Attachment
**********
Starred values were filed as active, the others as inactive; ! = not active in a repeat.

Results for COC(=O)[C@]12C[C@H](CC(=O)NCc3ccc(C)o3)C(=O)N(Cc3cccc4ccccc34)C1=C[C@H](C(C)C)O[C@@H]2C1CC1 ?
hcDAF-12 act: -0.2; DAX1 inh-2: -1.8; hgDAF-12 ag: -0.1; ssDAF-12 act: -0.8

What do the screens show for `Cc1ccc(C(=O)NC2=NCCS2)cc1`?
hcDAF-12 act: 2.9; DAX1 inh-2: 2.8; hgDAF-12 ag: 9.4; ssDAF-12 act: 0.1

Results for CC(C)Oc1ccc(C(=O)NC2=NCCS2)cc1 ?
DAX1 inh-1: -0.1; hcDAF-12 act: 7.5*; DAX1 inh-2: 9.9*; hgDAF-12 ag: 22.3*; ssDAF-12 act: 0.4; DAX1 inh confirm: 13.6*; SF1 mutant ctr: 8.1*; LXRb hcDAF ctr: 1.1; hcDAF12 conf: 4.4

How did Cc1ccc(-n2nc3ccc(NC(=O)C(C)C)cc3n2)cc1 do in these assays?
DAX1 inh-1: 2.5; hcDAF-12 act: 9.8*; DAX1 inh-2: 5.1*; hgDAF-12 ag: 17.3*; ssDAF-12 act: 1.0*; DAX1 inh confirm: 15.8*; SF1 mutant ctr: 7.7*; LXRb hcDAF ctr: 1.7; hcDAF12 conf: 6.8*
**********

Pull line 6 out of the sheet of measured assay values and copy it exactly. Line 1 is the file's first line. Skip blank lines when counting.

Results for CC(C)Oc1ccc(C(=O)NC2=NCCS2)cc1 ?